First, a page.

The research involved reviewing the PPFMs and governance arrangements of mutual, proprietary and conglomerate UK life insurers.
Our interviewees agreed that PPFMs had made a big contribution to improving internal governance.
Other benefits included the insurers' implementation of new management information systems to monitor and report on compliance with PPFMs.
There were variations with regard to the basis for the board's opinion on compliance with PPFMs, too.
Overall, our interviewees agreed that PPFMs were of little use to consumers, and that the wording and format of board statements and with-profits actuaries' reports could usefully be standardised.
Our auditor interviewees pointed out that PPFMs were an important tool in reviewing the "realistic" balance-sheet approach to the preparation of the statutory accounts.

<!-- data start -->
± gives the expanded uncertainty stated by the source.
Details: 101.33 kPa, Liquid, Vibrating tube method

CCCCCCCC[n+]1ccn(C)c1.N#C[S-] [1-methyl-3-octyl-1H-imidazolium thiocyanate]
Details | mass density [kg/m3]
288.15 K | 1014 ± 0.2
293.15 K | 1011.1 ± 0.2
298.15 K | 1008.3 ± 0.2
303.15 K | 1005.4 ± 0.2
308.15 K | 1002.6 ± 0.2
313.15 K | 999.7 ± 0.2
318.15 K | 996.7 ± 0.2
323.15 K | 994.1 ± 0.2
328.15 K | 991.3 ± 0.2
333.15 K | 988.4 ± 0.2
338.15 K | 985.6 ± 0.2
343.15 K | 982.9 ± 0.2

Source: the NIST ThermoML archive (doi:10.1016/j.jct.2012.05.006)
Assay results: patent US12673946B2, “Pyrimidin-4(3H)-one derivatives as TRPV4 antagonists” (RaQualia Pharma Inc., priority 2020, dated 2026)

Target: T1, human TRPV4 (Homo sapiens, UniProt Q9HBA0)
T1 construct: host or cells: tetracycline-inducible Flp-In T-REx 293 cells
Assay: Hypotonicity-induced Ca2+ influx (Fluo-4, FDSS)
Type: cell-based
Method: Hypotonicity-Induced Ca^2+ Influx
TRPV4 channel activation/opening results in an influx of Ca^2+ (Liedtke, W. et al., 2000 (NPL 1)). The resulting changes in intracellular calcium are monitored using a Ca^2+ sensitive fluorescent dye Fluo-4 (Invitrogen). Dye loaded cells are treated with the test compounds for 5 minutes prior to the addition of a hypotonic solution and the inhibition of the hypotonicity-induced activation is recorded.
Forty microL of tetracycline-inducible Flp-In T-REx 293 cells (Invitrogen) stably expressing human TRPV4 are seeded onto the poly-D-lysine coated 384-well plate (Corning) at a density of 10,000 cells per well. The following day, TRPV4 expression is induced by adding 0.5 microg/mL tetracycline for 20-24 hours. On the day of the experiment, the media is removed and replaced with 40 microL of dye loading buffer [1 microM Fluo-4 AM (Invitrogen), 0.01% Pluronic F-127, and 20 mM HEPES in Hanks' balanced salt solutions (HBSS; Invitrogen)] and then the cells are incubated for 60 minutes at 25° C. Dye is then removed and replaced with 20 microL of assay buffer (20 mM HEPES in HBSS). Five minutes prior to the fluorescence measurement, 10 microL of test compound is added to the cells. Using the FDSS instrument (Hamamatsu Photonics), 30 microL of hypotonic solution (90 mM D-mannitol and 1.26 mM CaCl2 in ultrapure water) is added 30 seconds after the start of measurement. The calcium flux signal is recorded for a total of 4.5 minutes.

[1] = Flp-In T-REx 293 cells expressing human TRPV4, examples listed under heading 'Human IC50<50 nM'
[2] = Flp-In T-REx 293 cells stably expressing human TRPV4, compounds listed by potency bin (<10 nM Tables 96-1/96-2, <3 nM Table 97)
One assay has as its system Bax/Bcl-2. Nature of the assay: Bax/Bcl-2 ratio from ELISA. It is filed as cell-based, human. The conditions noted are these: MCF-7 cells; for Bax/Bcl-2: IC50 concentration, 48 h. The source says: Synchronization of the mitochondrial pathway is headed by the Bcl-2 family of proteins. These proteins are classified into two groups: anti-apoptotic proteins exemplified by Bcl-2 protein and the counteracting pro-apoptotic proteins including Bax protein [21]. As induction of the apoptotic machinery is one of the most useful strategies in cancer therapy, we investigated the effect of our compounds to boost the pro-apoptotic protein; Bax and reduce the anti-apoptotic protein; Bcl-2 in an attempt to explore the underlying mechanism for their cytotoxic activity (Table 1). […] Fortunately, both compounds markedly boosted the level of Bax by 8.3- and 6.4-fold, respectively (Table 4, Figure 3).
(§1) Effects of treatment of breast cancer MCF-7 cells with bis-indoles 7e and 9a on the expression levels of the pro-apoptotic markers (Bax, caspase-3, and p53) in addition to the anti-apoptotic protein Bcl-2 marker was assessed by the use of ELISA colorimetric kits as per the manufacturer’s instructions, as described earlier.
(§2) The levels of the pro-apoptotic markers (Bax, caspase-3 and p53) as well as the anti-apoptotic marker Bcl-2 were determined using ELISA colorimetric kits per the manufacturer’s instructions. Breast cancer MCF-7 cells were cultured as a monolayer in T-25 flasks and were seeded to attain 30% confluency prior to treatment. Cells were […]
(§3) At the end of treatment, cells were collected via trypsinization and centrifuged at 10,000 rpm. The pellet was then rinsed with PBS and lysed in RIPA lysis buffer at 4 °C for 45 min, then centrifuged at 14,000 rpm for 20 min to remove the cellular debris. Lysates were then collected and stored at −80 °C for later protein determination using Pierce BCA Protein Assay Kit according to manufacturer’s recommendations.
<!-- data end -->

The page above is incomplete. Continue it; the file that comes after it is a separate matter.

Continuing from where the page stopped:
We were surprised to find that PPFMs were not being benchmarked either by the firms themselves or by stakeholders such as independent financial advisers or the FSA.
Despite these disappointing findings, our accountant interviewees generally believed that the implementation of PPFMs had led to improved decision-making and accountability because they had introduced new internal governance mechanisms, such as with-profits committees.
PPFMs and related reforms to the governance framework of with-profits funds represent a significant innovation by the FSA to protect the interests of with-profits policyholders.
PPFMs may not be useful to policyholders in the ways that the FSA had originally envisaged, but their real benefit is improved internal governance.
According to the Financial Services Authority, the PPFMs system is intended to achieve the following three goals:
To strengthen the governance of with-profits business by requiring insurers to manage their with-profits business in line with the principles and practices defined in their PPFMs.